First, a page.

I would like you to post a single 32ft motorboat interior that has the slightest comparison in what regards comfort.
     

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  9. Vega
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    Vega Senior Member

    Dear Vikendios,

    I have never said this thread “is about the economy of sail vs motor, rather than any other factor”.

    I have said, and quoting “this Thread… is about comparing costs of Budget cruising between Motorboats and sailboats”.

    And the conclusion I have reached is that if you are not one of those sailors that are retired and cruise a lot, regarding total costs”it will not really matter if you have a new Oceanis or a 10 year old ocean trawler…” but “Of course, this type of motorboat (with a small engine) is a very, very small percentage of the total number of “cruising” motorboats over 40ft and these numbers are only applicable to this particular type”.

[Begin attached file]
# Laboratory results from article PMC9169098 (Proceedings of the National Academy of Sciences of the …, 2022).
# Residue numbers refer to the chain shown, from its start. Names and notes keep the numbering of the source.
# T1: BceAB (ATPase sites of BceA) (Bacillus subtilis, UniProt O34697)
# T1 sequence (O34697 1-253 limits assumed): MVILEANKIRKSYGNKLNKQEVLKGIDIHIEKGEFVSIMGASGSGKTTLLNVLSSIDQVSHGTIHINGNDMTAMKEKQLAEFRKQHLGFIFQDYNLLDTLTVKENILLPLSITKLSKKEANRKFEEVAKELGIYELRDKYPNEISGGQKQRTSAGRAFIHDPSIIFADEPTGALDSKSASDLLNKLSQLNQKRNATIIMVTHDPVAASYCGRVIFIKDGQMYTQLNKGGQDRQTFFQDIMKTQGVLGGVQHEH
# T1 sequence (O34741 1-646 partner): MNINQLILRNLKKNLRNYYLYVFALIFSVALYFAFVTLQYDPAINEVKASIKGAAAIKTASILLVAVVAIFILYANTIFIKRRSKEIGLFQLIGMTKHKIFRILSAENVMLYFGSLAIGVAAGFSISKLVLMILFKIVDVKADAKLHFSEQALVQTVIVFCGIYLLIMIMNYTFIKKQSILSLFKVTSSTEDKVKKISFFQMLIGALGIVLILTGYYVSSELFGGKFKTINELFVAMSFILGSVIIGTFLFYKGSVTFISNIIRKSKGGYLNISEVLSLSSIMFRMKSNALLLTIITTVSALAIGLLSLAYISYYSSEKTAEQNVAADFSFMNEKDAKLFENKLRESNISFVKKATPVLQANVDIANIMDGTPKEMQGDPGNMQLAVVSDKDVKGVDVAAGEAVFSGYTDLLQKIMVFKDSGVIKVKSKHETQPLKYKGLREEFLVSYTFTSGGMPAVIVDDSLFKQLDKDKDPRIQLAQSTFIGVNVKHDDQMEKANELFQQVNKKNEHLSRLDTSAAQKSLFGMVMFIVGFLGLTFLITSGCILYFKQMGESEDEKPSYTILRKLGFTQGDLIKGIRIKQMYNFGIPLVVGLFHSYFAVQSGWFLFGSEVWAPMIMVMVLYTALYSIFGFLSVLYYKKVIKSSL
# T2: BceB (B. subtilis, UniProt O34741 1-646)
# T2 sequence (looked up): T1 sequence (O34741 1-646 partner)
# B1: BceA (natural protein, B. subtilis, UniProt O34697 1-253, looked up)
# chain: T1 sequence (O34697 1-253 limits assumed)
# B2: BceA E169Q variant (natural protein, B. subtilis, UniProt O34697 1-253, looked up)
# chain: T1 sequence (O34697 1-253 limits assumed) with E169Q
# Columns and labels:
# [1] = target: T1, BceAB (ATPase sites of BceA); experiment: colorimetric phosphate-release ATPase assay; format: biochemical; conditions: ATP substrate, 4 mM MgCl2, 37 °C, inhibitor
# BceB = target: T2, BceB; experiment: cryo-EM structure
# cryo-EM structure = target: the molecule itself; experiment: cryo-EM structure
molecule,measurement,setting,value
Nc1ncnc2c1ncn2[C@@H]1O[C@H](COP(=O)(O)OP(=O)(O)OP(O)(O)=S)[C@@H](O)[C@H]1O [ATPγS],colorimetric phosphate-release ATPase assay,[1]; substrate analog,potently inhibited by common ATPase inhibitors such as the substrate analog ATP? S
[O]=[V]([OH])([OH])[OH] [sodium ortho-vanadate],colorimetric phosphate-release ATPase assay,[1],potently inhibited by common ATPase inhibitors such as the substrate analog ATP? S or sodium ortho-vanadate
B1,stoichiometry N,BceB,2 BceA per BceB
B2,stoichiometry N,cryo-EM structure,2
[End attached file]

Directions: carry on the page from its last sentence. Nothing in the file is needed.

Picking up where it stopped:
For the other 97% of motor cruising boats around, if they really cruise, regarding fuel costs, it will be another story.

    But my friend, fact is that they don’t really cruise, so there is not a problem with fuel.:D

    Even regarding sailingboats I had the opportunity to take a good look at a significant sample of the retired cruising community.

    For 2 Years I had my boat in the best and most luxurious Portuguese marina, Lagos, on the South coast. The Marina is full, not of Portuguese boats, but of an international community of retired cruisers. The “rich” come just for the summer, the “poor” live all year in their boat.